Below is the opinion of Dr. Randy Fitzgerald, of Colchester, who practices optometry in Burlington, sharing his thoughts on the need for an expanded scope for optometrists in Vermont.

Why do you visit your optometrist? An injection, perhaps, a troublesome growth or skin tag that needs removal or an annual diabetic eye exam – there are myriad reasons, many that need to be addressed quickly and with expertise to solve the problem while protecting your vision.

In Wyoming, where I previously practiced, I would have been able to do what was needed and send them on their way.

In Vermont, I can’t always do that.

The only difference? The state-approved scope of work for optometry.

When this instance occurs in Vermont, I have to refer my patient to a different provider, despite having the skills and training needed to complete care. In some cases, it would have taken less time to fly to Wyoming and use a local office there than it takes for a referral patient to be seen in Vermont.

This doesn’t just impact me, and it doesn’t just impact my patient — in many cases, those addressing their eye health need a driver to bring them to and from appointments, meaning at least two people could potentially be missing work, driving in often inclement weather, and so on, multiple times if referred.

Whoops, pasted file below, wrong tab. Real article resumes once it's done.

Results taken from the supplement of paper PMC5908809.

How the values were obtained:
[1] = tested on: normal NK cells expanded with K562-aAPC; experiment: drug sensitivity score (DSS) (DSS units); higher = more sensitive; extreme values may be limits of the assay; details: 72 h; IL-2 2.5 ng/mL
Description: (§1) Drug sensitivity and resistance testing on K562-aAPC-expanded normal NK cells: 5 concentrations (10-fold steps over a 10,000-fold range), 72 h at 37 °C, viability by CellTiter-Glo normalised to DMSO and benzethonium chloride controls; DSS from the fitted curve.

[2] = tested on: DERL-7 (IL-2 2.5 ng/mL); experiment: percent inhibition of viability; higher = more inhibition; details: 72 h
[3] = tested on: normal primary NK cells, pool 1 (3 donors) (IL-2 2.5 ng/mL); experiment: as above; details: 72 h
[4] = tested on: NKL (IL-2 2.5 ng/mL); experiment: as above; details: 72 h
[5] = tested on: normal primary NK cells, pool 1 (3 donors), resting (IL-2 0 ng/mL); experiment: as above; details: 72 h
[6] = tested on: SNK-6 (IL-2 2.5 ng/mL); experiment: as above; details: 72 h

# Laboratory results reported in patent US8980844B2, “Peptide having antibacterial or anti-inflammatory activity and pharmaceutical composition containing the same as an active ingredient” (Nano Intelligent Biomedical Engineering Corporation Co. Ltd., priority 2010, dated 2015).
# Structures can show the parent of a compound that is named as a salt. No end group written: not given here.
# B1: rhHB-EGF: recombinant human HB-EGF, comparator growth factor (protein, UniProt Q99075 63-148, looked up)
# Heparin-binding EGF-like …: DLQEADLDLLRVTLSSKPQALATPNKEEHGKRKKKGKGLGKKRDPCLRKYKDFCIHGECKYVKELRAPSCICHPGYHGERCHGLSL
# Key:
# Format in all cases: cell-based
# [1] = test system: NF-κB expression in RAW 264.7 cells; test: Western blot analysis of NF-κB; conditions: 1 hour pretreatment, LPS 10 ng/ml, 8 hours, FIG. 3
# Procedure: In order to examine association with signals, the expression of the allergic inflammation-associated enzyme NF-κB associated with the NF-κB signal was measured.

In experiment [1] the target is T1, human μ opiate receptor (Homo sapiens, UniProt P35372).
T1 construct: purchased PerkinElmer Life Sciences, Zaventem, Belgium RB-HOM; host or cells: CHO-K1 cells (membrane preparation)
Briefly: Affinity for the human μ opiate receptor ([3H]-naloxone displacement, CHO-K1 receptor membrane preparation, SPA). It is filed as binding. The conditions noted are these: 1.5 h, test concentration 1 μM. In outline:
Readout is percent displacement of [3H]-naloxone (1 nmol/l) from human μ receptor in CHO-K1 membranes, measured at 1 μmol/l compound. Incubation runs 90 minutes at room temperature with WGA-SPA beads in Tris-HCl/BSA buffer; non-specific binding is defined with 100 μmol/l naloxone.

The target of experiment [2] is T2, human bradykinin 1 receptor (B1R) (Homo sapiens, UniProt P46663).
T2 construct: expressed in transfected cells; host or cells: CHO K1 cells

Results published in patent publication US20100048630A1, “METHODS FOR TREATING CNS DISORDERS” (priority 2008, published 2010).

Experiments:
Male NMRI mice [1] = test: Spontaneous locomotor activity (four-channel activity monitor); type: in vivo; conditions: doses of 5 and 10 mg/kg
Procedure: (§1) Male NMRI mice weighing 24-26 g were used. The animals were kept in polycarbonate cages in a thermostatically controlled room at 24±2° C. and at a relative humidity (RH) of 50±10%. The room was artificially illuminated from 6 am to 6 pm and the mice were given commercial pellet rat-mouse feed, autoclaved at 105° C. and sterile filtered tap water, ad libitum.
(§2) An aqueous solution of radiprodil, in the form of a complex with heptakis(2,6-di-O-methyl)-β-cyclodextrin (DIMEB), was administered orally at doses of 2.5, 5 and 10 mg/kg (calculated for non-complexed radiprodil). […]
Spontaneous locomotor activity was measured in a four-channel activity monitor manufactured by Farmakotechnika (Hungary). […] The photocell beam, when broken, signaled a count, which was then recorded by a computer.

There’s nothing worse than knowing you are competent, that you are capable, yet feeling helpless because your hands are tied by a scope of work that limits you.

This doesn’t take into account the livelihood of service providers in our state — I moved to Vermont because, at the time, the scope of work for optometrists was better than many other locations. But times have changed, and it is Vermont’s job now to keep up.

We are seeing a decline in ophthalmologists and an increase in optometrists nationally — we have highly trained, local healthcare specialists that are underutilized. Rural practices are closing because there is no one to carry them on. While I can’t say this is 100 percent because of the scope alone, it is certainly impacted by it.

Broadening the scope of optometry as outlined in S.233, a bill currently under consideration by Vermont’s lawmakers, would improve patient access, care and affordability; it will help us stay on the cutting edge of healthcare by allowing optometrists to better utilize the tools they are trained to use to treat the diseases and disorders they are already managing for patients.

Please support your local optometrist and open the door to more streamlined care for yourself and other Vermonters by contacting your legislators today and expressing the need to expand Vermont’s scope of work.